My mother’s kitchen smelt of leeks, frying gently in butter. So when I seek succour, I fry leeks, gently, in butter.
Earlier this month, I sat at a big farmhouse table, in a house none of us live in, drinking wine with my aunt and my sister and we talk of how my mum smelt. To my sister, she will always smell of Chanel Chance, the perfume she wore as we got older. To me it is Chance mixed with the Clarins facewash she used and the Silk Cut cigarettes she smoked.
The bits of Christmas I like most are the stolen quiet moments. And in those quiet moments, I make Nutella Snowflake Bread.
Please do not think this is an invective against Christmas. I love Christmas. I love the sparkling lights and bright colours and traditions and organised fun. I do, really.
Reader, I will be frank with you: in many ways, this bread is the antithesis of the Choose-Your-Own-Adventure books that littered libraries when I was a child. But please don’t let that stop you.
For the uninitiated, these were books – inevitably ghost stories or quest books (the format never really suited Noel Streatfield or Dick King-Smith) – that would force you at the end of the page or chapter to nail your colours to the mast and follow a particular path, offering you two plot choices, and two associated page numbers. It made you implicit in the plot, in the conclusion. Inexplicably, these books were achingly cool. I had very bad instinct with these books; within three plot choices I was dead, the treasure was lost, the story ended prematurely. My choices failed me.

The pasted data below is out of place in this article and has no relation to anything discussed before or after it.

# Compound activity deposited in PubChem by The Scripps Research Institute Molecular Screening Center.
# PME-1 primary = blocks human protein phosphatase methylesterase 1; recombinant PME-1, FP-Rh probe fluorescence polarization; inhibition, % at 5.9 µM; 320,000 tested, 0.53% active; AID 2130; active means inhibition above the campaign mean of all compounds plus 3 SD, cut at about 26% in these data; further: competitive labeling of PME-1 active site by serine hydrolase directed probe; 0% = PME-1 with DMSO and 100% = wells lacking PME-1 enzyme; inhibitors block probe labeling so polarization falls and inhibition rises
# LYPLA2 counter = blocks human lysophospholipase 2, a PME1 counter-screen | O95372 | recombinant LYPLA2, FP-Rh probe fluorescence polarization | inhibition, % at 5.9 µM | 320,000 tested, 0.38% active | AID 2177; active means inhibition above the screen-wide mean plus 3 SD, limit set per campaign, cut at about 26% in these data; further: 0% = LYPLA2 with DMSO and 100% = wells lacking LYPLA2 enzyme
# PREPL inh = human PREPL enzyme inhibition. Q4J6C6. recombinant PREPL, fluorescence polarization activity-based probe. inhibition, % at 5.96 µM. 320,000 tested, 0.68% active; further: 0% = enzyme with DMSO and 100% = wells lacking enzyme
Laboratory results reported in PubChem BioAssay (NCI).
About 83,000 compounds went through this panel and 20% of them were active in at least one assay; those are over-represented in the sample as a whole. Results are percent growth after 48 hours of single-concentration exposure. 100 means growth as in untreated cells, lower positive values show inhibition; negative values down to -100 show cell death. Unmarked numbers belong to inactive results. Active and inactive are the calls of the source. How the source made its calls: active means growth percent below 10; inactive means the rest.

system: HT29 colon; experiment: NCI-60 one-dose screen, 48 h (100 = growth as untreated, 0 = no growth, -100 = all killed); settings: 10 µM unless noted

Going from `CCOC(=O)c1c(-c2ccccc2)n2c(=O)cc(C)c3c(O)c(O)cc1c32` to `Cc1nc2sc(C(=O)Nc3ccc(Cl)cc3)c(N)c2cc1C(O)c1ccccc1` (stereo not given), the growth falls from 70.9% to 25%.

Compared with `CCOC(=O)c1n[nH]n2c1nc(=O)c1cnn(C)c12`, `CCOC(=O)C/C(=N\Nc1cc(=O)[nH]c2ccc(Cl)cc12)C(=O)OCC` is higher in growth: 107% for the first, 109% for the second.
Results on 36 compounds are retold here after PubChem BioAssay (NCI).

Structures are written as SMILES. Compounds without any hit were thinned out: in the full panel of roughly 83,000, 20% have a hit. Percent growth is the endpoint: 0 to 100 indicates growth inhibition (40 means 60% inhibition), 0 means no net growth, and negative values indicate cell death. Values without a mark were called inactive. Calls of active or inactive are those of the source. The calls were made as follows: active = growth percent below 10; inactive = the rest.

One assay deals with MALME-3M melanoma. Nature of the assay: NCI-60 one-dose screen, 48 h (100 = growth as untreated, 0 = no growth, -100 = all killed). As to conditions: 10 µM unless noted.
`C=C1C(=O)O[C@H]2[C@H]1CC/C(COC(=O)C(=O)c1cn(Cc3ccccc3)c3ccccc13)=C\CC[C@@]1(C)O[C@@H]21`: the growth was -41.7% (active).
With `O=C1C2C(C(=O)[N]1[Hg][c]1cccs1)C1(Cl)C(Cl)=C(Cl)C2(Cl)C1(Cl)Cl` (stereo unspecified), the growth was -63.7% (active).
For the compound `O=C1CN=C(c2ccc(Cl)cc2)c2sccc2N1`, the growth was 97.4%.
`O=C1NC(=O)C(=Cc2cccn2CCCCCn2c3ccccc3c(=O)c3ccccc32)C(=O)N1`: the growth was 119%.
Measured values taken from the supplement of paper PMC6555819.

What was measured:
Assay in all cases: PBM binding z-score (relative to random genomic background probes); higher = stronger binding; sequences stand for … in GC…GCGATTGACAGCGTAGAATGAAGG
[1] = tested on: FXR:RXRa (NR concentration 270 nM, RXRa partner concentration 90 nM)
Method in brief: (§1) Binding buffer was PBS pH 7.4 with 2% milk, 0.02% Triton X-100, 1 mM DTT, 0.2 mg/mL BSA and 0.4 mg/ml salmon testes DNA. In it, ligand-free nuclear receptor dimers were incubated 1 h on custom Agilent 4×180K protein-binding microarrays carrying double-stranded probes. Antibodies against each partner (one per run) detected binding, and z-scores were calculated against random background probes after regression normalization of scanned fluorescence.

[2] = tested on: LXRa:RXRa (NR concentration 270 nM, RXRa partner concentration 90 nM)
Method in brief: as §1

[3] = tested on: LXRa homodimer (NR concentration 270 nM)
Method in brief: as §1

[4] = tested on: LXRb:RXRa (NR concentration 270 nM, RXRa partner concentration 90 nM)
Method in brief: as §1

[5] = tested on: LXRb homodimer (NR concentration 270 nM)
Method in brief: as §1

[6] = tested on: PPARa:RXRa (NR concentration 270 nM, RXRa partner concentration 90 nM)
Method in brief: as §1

A confession, to begin with – appropriate, given the season. This is not a story of how I stopped worrying. It wouldn’t take a psychiatrist to determine that, in the last two years, I have used baking as a crutch, or a crude therapy. I have written previously about how pastries and breads and curds have helped me in times of mourning and misery and panic. I have been grounded by baking. But for a long time, I was scared of bread.